I have wanted to travel to the Canadian tundra for a long time. My daughter Tor who has lived in Canada since 2009 had visited her friends who work there and felt that the landscape and ecology would inspire me. I finally made the trip in November 2016.
Churchill, called Kuugjuaq in Inuit, is a small town of around 850 residents situated on the western shore of Hudson Bay in Manitoba, Canada. It famous for it’s large population of polar bears who after months of fasting inland, migrate to the bay to feed on marine mammals such as ringed and bearded seals and beluga whales when the sea ice arrives. The town has the nickname Polar Bear Capital of the World.
Polar bears are highly adapted for life in the arctic marine environment. The blubber of the marine mammals, with it’s high calorific value, allows the polar bears to put on the body fat they need in order to survive the ice free season (they don’t hibernate).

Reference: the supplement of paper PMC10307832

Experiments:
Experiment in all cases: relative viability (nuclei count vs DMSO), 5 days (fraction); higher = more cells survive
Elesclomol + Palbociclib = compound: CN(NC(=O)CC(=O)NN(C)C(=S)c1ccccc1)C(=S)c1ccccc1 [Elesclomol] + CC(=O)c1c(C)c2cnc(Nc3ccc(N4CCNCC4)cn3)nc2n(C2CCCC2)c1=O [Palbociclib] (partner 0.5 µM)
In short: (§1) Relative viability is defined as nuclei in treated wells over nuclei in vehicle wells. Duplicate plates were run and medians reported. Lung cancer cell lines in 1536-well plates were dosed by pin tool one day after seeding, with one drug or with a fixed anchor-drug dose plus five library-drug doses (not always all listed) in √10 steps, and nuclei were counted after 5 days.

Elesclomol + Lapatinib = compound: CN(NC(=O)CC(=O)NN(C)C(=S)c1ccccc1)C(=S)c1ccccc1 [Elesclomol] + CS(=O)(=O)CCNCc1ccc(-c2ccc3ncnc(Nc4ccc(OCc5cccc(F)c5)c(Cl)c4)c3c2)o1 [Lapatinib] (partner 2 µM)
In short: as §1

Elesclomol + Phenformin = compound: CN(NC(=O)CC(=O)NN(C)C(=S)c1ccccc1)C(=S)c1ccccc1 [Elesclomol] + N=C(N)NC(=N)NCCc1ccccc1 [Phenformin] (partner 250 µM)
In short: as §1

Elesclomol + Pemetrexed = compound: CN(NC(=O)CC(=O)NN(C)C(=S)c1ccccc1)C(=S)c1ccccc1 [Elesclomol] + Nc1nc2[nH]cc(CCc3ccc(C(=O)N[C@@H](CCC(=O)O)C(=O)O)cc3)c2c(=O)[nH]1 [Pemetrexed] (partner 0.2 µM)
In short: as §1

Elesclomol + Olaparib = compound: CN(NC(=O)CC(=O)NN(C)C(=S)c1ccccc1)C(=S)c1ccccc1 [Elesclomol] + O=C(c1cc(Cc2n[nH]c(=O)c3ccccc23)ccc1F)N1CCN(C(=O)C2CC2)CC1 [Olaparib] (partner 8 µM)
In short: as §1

They can only catch seals when the seals are on the ice or emerge from their breathing holes, they are much too quick in the water for the bears to catch them. The bears are entirely dependent on the presence of sea ice for their survival. Polar bears may feed on vegetation, berries, birds and small mammals but research has shown that their body condition doesn’t improve with this diet.
The sea ice was very late in 2016 which meant a shorter hunting season for the Polar bears…they are the top predator here and they are a litmus paper for climate change…